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Why the United Kingdom is tilting towards the Indo Pacific?

Why the United Kingdom is tilting towards the Indo Pacific?

Relevance

  • GS 2 || International Relations || India & its neighborhood || Indian Ocean Geopolitics

Why in the news?

  • Britain wants to expand its influence among countries in the Indo-Pacific region to try to moderate China’s global dominance.

Background

  • Following the United Kingdom’s decision to leave the European Union, Prime Minister Boris Johnson has attempted to re-align his government’s strategy to protect Britain’s geopolitical interests and counter threats raised by Russia and China on several levels.
  • In view of the aforementioned trends, Britain has taken two significant steps
    • To begin, the United Kingdom will dramatically increase its nuclear stockpile to address threats raised by Russia’s growing military might (“the most acute threat to British security”) and China’s assertiveness (“the biggest state-based threat to the United Kingdom’s economic security”).
    • Second, the United Kingdom is looking to India and the Indo-Pacific region to ensure that its geopolitical interests are safeguarded and the economic effect of Brexit is minimized. For this reason, Britain has expressed its desire to join ASEAN as a partner, and Mr. Boris Johnson will visit India in April to reinforce long-standing relations.

UK’s Position in the contemporary world

  • Britain’s fading power
    • The Suez Crisis of 1956 is considered by some commentators to be the beginning of the end of Britain’s period as a superpower.
    • The Suez Crisis is regarded to be a political and diplomatic disaster for the United Kingdom, as it led to large-scale international condemnation, including extensive pressure from the United States and the Soviet Union.
    • This forced the British and the French to withdraw and cemented the increasingly bipolar Cold War politics between the Soviet Union and the United States.
  • Decolonization era and Britain
    • In the 1960s, the decolonization movement reached its peak, with remaining imperial holdings achieving independence, accelerating the transition from the British Empire to the Commonwealth of Nations.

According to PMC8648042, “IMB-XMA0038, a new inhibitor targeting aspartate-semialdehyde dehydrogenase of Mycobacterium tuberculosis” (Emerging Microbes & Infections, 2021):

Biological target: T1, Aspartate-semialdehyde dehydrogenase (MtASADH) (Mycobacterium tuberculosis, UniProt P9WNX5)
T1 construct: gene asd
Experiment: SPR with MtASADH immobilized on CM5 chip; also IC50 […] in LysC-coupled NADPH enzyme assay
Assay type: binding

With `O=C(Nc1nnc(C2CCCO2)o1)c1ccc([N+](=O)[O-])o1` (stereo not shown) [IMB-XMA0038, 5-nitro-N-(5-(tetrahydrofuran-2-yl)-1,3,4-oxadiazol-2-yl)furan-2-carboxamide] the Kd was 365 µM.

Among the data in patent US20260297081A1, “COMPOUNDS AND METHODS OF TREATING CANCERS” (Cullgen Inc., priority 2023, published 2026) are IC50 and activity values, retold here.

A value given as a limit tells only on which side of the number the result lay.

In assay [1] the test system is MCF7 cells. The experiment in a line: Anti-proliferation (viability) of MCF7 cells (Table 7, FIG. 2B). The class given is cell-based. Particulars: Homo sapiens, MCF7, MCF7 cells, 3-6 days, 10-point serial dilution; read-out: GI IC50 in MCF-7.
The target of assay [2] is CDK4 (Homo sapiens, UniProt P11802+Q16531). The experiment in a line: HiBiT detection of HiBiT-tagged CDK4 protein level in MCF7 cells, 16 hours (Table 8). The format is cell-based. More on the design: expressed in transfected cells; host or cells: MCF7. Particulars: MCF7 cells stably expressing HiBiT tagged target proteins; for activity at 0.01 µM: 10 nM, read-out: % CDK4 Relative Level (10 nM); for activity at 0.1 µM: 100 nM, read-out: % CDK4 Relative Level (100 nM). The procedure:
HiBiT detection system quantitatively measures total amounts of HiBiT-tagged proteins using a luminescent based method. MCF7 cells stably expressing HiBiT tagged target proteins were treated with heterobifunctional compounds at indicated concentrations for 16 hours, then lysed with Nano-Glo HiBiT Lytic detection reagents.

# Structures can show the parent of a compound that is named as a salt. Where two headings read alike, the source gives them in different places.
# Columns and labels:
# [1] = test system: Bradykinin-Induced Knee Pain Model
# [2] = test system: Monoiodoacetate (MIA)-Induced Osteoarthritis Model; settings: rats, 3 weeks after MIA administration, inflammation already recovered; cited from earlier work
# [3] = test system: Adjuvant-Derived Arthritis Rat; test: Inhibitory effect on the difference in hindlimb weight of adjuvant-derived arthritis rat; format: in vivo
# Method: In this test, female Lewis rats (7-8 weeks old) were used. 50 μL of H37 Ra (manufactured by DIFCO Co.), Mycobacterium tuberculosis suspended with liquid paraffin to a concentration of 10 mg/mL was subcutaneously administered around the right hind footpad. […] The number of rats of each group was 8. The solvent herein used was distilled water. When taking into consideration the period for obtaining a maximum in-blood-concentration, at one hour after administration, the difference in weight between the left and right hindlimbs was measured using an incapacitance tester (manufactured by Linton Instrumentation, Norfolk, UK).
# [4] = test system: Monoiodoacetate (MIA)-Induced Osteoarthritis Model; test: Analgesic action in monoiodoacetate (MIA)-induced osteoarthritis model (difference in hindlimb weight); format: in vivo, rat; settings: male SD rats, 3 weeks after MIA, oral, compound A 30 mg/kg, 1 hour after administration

• The UK as the Sick Man of Europe.
    • The United Kingdom later experienced deindustrialization throughout the 1970s, coupled with high inflation and industrial unrest that unraveled the postwar consensus.
    • This led to some to refer to the UK as the Sick Man of Europe.
  • Postwar Decline
    • In 1976, the United Kingdom sought assistance from the International Monetary Fund which it had helped create, receiving funding of $3.9 billion, the largest-ever loan to be requested up until that point.
  • UK as a soft power
    • The United Kingdom today retains extensive global soft power, including a formidable military. The United Kingdom has a permanent seat on the UN Security Council alongside only 4 other powers, and is one of the nine nuclear powers. Its capital city, London, is regarded as one of the pre-eminent cities in the world, ranking first in the Global Power City Index by the Mori Foundation.

History of UK’s presence in the Indi-Pacific Region

  • In 1968, the United Kingdom withdrew east of Suez and closed its military bases in Singapore and Malaysia.
  • The strategy aimed to maintain the balance of power in the face of what was expected to be a rising Chinese army.
  • After the end of the UK’s forward-based presence in 1968, successive British governments have ignored the region as the defense of Europe against the Soviets has taken precedence; the Middle East crisis will finally catch the attention of UK foreign policy.
  • The global financial crisis of 2008 and David Cameron’s austerity policies prompted the UK to pursue contributions from emerging economies in the Indo-Pacific to revive the economy.

Indo-Pacific: The New Point of Convergence

  • A win-win game
    • Both countries’ interests and futures seem to be intertwined, with the UK expanding its footprint in the Indo-Pacific and India seeking to establish itself as the region’s net security provider.